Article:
Variable Recurring Payments vs Direct Debit: The next wave in payment innovation

To better understand the benefits of Variable Recurring Payments in the UK, let’s explore how they compare to Direct Debit, how businesses can leverage this new form of payment, and how Variable Recurring Payments will evolve over time.

Direct Debit, which runs on BACS payment rails, has long served its purpose as an automated payment method to collect recurring purchases and regular expenses like subscriptions and utility bills.

But, despite being the preferred payment method for over 50% of bill-payers, Direct Debit has flaws. Whether it’s because of insufficient funds or a cancelled mandate, hundreds of thousands of Direct Debits fail every year. In fact, 500,000 electricity and gas consumers experienced a failed Direct Debit so far this year, resulting in a charge of up to £25 per transaction.

There are hidden costs for merchants, too. According to research, over half of UK businesses face a £50 fee for every failed Direct Debit transaction, costing finance teams 4 hours a month to correct.

This is precisely why Variable Recurring Payments (VRPs) are primed to disrupt Direct Debit; they’re more secure, more cost-effective, and less prone to error. But what exactly are they, and how can businesses benefit from offering them?

Learn more about Yapily Recurring Payments here.

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What are Variable Recurring Payments

Variable Recurring Payments enable businesses’ to collect regular payments using open banking. While VRPs represent a significant milestone in open banking, they’re still in their infancy. Today, VRPs can only be used to move money between two accounts belonging to the same person or business. This is called sweeping.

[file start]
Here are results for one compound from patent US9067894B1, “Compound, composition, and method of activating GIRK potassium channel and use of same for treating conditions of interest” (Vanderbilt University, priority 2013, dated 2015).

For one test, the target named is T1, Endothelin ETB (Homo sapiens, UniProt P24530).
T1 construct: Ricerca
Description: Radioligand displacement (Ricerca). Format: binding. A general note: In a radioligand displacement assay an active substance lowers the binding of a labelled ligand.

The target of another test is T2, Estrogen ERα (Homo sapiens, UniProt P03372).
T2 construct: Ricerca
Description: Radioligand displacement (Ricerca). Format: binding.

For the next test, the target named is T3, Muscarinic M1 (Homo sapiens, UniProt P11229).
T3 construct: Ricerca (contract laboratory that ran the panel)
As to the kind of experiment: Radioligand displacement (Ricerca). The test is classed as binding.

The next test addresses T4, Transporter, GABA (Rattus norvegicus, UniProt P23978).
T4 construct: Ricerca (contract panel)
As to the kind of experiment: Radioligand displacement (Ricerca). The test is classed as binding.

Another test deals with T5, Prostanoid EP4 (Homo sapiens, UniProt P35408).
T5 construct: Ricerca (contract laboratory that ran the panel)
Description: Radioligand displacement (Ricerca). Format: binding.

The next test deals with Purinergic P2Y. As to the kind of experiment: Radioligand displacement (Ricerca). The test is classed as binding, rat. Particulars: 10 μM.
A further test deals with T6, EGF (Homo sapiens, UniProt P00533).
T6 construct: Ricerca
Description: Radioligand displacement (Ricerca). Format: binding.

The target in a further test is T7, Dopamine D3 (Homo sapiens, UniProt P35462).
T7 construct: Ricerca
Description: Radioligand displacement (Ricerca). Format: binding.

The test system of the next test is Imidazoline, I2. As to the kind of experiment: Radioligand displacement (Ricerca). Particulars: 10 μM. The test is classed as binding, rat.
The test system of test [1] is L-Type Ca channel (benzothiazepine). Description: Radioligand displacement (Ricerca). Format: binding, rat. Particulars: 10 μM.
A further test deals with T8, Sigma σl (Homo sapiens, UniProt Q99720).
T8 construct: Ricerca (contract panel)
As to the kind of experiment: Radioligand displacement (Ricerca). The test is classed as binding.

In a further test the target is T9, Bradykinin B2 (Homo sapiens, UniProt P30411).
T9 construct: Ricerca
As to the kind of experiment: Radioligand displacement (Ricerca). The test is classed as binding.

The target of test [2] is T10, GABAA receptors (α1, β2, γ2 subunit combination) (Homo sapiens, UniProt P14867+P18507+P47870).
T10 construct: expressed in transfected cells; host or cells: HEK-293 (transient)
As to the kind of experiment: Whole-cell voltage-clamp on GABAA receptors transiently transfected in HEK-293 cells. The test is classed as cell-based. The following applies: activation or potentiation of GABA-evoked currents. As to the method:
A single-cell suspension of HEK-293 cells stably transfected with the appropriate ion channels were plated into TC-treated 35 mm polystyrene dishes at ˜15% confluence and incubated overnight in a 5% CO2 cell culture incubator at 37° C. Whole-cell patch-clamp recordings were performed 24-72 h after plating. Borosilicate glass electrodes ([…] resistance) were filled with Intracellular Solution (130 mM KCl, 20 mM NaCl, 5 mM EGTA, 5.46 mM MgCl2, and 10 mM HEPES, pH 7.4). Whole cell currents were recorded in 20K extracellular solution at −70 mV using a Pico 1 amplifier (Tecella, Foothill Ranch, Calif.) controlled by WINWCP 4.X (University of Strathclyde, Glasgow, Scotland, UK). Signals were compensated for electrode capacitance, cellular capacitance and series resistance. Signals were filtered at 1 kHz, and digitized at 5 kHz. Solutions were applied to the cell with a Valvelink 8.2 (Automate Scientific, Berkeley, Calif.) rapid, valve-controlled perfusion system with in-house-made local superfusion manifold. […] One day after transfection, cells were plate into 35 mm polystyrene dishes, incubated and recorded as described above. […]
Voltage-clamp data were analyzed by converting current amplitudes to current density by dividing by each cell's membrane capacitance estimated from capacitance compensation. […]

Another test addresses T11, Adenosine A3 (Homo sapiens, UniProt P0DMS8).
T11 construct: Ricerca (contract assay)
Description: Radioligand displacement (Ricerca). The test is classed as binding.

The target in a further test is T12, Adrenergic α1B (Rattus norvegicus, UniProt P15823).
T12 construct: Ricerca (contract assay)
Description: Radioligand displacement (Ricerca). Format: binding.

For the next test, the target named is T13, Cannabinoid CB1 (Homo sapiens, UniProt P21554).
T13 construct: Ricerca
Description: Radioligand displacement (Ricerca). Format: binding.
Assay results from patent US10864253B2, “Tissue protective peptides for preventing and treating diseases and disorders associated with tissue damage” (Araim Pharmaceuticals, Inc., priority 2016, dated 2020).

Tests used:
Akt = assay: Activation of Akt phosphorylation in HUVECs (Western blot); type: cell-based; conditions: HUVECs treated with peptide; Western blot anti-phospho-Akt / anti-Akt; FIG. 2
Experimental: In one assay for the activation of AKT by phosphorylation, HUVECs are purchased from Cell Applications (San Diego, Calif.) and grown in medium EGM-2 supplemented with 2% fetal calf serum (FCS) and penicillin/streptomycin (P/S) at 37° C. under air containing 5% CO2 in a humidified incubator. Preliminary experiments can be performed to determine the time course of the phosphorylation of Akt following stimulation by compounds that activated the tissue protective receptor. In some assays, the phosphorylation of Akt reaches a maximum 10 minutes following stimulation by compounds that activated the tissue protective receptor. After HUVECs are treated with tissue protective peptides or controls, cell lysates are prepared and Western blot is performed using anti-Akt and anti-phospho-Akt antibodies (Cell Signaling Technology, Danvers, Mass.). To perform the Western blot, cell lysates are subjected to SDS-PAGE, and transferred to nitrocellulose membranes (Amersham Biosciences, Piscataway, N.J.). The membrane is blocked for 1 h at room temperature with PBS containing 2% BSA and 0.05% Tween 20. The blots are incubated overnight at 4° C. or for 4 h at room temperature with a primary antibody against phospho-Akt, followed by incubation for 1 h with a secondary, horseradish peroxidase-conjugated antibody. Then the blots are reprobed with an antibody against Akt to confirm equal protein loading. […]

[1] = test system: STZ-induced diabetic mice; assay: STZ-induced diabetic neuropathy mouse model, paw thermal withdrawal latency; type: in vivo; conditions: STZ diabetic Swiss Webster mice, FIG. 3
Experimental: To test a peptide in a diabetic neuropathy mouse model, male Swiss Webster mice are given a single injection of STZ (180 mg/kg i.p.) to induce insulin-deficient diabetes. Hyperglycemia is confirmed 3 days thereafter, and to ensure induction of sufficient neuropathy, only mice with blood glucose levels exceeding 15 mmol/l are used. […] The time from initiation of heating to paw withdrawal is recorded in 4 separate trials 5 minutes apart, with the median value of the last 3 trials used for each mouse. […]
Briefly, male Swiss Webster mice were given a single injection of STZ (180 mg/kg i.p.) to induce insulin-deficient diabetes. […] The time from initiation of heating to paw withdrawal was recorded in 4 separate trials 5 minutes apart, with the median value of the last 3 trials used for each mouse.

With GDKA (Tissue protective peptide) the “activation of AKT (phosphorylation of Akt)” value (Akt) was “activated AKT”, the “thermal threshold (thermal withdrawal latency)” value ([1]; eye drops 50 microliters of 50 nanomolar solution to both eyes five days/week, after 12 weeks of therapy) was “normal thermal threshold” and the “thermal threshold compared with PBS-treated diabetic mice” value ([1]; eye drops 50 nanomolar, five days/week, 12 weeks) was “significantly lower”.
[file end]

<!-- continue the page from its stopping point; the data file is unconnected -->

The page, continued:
Some examples include:

  • Moving funds between current accounts to avoid falling into overdraft
  • Moving funds to accounts used for loan repayments
  • Moving funds to a credit card account
  • Moving funds to cash savings accounts that pay interest

Let’s say a customer uses a personal finance management app like Emma to track their disposable income and manage their spending. With the introduction of Variable Recurring Payments, the customer can set up a VRP, so surplus money automatically transfers to their savings account.

Sweeping may also help them build a savings pot to improve financial wellbeing - providing a safety net when faced with unexpected costs. And since 10.7 million adults in the UK rarely or never save, sweeping has the potential to help people break volatile borrowing cycles.

Read through some of the most popular use cases for sweeping VRP.

How VRPs will evolve over time

As we mentioned, today, VRPs can only be used to move money between two accounts under the same name. But what about the movement of funds between separate accounts?

Some examples include:

  • Streaming subscriptions
  • Utility bills
  • One-click checkouts
  • Repeat invoices
  • Gym memberships

If sweeping refers to the movement of money between two accounts under the same name, these examples are referred to as non-sweeping, or commercial VRPs. Although non-sweeping isn’t yet mandated by the Open Banking Implementation Entity (OBIE), Yapily is currently exploring ways to tackle this significant use case via a pilot supported by NatWest Bank.

Interested to learn more about Commercial VRPs? Read our guide to learn more and how it could impact smoother regular payments for you!